This record contains very specific shifts - On ‘Liars A To E’, backing vocals are brought down an octave; on ‘Plan B’, the brass comes in earlier, and the female speaking role is replaced by Rowland. ‘Until I Believe In My Soul’ loses the penny whistle in favour of “Big” Jim Paterson’s trombone, which serves to remind that the original recording wasn’t without its difficulties, with Paterson (then Dexys’ co-leader and co-composer) leaving around that time in order to create an independent horn band. But with Rowland’s persuasion, he stayed long enough to record the album and perform it in concert.

Revisiting and refining can also be an emotional pursuit, because you may also be revisiting and refining memories. That emotional punch is present here too, and with the clean-up of various pops and noises (thanks to technological advances) it allows that aspect to come to the fore. A major difference is that a remixed radio edit of ‘Old’ will be released as a single (which it wasn’t originally) and there are some previously unreleased outtakes, B-sides, and a full rendering of the 1982 Shaftesbury Theatre concert.

However, the focus here is on the studio record of Too-Rye-Ay, and this version enlivens the fact that this is also a great pop album, an unconventional, trailblazing, wonky piece of art. It created a universe where a tattered, sensual ballad like ‘Old’ can sit easily with the triumphant ‘Let’s Make This Precious’ – full of glorious horn section, strings, incredible organ, and a soulful vocal performance by Rowland that teeters on the explosive – itself an exciting distillation of the Dexys spirit, replete with handclaps.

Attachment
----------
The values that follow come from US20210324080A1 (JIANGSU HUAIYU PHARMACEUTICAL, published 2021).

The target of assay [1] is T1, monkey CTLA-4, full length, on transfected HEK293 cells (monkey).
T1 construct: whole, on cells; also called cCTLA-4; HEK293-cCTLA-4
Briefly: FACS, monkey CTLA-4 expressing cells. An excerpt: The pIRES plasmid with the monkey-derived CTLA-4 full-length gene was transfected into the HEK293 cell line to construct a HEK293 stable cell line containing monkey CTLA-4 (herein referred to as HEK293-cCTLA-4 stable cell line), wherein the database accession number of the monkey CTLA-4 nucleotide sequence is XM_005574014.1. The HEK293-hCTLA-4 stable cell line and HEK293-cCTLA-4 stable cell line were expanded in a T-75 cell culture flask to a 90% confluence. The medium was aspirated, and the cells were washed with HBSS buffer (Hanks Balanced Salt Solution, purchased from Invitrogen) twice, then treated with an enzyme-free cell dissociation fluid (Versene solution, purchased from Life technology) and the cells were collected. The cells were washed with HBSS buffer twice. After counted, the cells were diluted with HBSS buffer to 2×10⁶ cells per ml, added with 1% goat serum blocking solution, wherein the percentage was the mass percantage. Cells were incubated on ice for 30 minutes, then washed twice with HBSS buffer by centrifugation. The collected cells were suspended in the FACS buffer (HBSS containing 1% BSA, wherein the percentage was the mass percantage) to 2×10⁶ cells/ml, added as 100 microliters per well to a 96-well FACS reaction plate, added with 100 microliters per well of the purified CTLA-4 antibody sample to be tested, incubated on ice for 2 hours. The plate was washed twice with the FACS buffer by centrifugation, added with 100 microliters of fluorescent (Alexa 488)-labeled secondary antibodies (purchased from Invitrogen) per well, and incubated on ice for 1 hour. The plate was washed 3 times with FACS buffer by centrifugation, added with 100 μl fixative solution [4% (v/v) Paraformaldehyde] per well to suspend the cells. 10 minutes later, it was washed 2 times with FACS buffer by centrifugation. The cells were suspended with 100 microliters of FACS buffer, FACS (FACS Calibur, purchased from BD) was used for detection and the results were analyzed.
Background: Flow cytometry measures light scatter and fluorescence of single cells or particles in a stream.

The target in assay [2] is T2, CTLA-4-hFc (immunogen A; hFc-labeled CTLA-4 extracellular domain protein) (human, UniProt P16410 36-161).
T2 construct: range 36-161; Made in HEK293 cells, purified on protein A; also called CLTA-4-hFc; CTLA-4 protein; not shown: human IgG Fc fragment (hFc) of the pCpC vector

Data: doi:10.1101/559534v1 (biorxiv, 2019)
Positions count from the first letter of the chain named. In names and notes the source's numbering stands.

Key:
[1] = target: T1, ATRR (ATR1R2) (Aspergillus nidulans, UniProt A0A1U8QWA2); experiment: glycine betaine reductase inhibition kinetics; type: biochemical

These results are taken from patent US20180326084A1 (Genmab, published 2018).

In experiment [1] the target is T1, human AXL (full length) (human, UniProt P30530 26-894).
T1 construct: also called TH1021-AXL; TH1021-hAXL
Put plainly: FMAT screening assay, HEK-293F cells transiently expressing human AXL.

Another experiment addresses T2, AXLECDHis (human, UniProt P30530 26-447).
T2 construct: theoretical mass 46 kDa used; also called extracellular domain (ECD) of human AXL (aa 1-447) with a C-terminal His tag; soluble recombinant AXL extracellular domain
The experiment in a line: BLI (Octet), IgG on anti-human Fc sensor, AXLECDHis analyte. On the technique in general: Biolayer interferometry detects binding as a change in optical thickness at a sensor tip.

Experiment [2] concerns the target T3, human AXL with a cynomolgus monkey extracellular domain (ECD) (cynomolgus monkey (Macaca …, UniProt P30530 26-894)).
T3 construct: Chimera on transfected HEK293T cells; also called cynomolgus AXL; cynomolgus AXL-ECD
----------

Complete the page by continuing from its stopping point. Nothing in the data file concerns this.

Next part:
A project like this can resemble a conjuring of a central spirit, and a kind of rejoindering. And while it is fair to say that Rowland and Dexys can never be accused of being complacent, they have always been “searching for something” (to borrow from ‘Plan B’).

“Big” Jim Paterson has previously talked of Dexys line-ups never lasting more than a year, because Rowland was always thinking where to take things next. Equally, however, it is because Rowland embodies Dexys, and not just the Dexys “sound”, but in how that sound can be applied elsewhere. On 2016’s Let The Record Show: Dexys Do Irish And Country Soul – we were taken on a root through songs as diverse as Seán Ó Riada’s ‘Women of Ireland’, Diane Warren’s ‘How Do I Live’, Johnny Cash’s ‘Forty Shades Of Green’, and Joni Mitchell’s ‘Both Sides Now’ – it resembled a dialogue of sorts, a conversation worth listening to.

But back to legacy again - this project is a timely reminder of Kevin Rowland’s and Dexys impact and importance. Too-Rye-Ay As It Should Have Sounded is an exercise in clear-eyed obsessive brilliance; the free-jazz elements somehow seem even more amplified on ‘Until I Believe In My Soul’, and it now seems so striking how influential something like ‘I’ll Show You’ must have been on Mike Skinner, who surely borrowed elements of Rowland’s nonchalant spoken word (“if you see a man crying, hold his hand, he’s my friend”). It all adds up to a pure kind of poetry that was so compelling in 1982, but even more engaging forty years on.